Debating is the modern boxing ring. Oxford was famous for its intellectual debates on difficult topics, letting ideas battle it out in an oral arena instead of men in fields of blood.
In the United States of America, presidential candidates have been participating in official debates since the 1960s, although the tradition is much older. In 1858, Abraham Lincoln and Stephen A. Douglas held a series of seven debates against one another, and they were both nominated for president in 1860.
The first general presidential debate was in 1960 between John F. Kennedy and Richard Nixon, but it wasn’t until 1976 when the practice started to become de facto during the campaign season.
And speak of the Devil…
It’s the year 2019, and the Democratic Primary Debates have begun with a whopping twenty-five confirmed candidates running for president in 2020. In case you’re not familiar, that is a metric crap-ton of candidates. For comparison, the Republicans have two. The Democrats have had to spread the debates across multiple nights because there isn’t enough room on stage for all of them at once.
In an ideal scenario, these debates will act as a sieve, separating the good from the bad; the wheat from the chaff. More likely, I think these debates are going to be like crabs in a bucket. They could escape the bucket together, but these uptown pokies will drag each other down out of spite.
The first debate of 2019 was held yesterday, and it certainly seems like the party is saving the best they have to offer for later.
This debate included Bill de Blasio, the despised Mayor of New York, the unheard of Tim Ryan, Julian Castro, Amy Klobuchar, Jay Inslee, and John Delaney, as well as not-so-Native-American Elizabeth Warren, Cory Booker, Beto O’Rourke (who’s only claim to fame is losing to Ted Cruz in 2018), and former Marine Tulsi Gabbard.
Most of them have pretty similar platforms, it’s hardly worth listing. Pro-universal healthcare, pro-open borders, anti-business, etc. In a highlight of the night, Tulsi Gabbard rebutted Tim Ryan over staying in Afghanistan. “As a soldier, your answer is unacceptable,” She replied, disgusted, to Ryan’s argument for further engagement in Afghanistan.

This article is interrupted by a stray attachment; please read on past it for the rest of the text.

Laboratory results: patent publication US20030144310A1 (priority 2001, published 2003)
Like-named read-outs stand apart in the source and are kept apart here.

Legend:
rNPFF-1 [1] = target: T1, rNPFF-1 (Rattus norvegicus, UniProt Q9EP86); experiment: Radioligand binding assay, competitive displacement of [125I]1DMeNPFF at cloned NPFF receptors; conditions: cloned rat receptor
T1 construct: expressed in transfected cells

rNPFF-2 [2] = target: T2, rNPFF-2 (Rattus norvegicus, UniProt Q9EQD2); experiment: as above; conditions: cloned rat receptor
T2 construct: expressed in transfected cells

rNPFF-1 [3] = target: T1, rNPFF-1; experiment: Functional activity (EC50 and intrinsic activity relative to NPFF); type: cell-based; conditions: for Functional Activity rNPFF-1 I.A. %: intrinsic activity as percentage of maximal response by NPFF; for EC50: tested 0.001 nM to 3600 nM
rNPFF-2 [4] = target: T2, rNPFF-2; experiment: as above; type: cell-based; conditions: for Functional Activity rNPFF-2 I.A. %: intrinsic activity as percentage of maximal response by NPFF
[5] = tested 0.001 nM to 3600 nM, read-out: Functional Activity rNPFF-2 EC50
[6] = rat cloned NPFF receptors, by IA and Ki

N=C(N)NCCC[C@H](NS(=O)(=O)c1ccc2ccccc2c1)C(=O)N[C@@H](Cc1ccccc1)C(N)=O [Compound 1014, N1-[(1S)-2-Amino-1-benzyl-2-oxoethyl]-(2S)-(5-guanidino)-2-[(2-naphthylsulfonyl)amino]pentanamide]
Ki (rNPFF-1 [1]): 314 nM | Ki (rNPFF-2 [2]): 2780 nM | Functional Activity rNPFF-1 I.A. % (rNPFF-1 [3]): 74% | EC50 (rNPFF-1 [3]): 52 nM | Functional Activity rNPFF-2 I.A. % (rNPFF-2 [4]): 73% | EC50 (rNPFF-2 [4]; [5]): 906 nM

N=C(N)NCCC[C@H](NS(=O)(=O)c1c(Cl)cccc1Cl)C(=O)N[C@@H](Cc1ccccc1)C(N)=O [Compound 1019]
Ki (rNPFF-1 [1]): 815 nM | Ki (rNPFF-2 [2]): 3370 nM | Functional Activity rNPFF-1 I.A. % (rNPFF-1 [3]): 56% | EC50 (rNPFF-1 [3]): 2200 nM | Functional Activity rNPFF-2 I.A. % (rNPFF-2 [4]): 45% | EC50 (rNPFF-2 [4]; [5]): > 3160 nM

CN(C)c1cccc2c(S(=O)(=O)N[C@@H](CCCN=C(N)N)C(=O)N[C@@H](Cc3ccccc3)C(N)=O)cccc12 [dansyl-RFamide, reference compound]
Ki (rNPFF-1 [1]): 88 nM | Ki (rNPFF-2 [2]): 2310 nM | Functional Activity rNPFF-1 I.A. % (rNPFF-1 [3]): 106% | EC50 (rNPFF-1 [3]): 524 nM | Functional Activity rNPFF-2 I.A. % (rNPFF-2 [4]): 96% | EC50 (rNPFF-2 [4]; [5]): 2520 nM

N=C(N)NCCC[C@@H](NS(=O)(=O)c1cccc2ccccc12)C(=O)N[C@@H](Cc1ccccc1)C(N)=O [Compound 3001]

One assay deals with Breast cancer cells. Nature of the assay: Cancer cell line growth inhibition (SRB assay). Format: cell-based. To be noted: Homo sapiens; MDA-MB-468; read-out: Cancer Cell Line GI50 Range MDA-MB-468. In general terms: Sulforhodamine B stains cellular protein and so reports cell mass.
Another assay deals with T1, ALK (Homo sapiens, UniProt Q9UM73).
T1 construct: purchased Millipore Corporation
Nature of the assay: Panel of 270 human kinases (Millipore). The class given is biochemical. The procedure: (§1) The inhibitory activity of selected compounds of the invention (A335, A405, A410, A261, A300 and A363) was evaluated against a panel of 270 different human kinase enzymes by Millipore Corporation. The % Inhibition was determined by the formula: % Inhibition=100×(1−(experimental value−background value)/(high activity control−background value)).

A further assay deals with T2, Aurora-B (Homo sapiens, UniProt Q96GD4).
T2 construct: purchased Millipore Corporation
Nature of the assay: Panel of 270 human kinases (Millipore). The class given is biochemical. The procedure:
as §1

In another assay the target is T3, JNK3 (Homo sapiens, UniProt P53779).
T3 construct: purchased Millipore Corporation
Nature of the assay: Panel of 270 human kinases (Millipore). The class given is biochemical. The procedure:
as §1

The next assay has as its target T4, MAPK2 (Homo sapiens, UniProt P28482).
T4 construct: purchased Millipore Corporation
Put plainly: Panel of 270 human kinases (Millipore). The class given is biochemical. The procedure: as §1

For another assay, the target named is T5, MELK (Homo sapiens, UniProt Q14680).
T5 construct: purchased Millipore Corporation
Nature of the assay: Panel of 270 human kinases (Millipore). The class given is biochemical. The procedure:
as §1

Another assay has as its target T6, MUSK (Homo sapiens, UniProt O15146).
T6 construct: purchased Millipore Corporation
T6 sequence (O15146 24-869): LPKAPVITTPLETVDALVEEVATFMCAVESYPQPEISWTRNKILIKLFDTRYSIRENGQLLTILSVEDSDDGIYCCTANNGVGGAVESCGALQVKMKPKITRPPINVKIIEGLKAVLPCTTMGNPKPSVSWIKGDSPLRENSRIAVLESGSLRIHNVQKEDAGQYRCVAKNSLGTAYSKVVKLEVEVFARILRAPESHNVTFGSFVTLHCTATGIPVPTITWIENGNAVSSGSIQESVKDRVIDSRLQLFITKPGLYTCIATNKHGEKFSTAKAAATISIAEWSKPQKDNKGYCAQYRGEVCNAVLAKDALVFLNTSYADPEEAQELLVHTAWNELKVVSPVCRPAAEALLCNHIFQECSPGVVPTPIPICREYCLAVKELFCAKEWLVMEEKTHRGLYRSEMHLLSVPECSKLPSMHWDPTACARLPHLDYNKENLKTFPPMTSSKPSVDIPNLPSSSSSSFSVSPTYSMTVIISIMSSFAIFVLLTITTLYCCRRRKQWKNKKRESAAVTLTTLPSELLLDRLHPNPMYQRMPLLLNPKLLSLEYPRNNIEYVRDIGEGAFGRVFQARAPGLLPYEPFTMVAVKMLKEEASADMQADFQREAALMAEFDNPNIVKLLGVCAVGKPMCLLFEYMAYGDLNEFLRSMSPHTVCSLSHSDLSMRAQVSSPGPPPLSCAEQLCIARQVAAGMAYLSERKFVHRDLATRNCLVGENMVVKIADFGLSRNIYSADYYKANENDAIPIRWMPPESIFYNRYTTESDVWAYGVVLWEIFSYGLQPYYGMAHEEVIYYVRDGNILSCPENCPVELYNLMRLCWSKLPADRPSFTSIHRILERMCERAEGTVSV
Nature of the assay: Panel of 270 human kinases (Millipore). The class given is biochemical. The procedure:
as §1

Incredibly, the most shocking thing about the first night was the level of pandering from the candidates. Three of them, Beto O’Rourke, Julian Castro, and Cory Booker spoke Spanish. They supported seventy percent tax rates on the rich. Warren has promised to cancel student debt. They all fought to be seen as the most pro-woman. It was kind of pathetic. I’m not a fan of Donald Trump’s twitter, but I think he summed it up best yesterday.
What will Night Two be Like?
Meanwhile, the second night of the debate is where the real powerhouses are going to be at play.
Among them will be the unheard of Marianne Williamson, Kirsten Gillibrand, and Michael Bennet, the unfortunately named Eric Swalwell, Pete Buttigieg, and John Hickenlooper, the outsider Andrew Yang, and the frontrunner candidates, Kamala Harris, Bernie Sanders, and Joe Biden.
These candidates will have a much wider range of policies compared to night one. Joe Biden, as Obama’s Vice President, could be seen as a return to normalcy in politics, but recent photos of him holding onto and kissing young girls might hurt him despite his huge lead in the polls.
Bernie Sanders is an unabashed socialist, who has supported the idea of letting convicted felons vote and has touted Breadlines as “a good thing”, but his policies are quite popular amongst younger voters.
Kamala Harris is a hybrid of Biden and Sanders, but as a black woman she appeals to supporters of identity politics in a way that two old white guys don’t.
Andrew Yang, however, will be the most interesting candidate to watch. He’s a supporter of Universal Basic Income, anti-identity politics, and pro-capitalism. I predict the second night will be far more contentious (and interesting) than the first.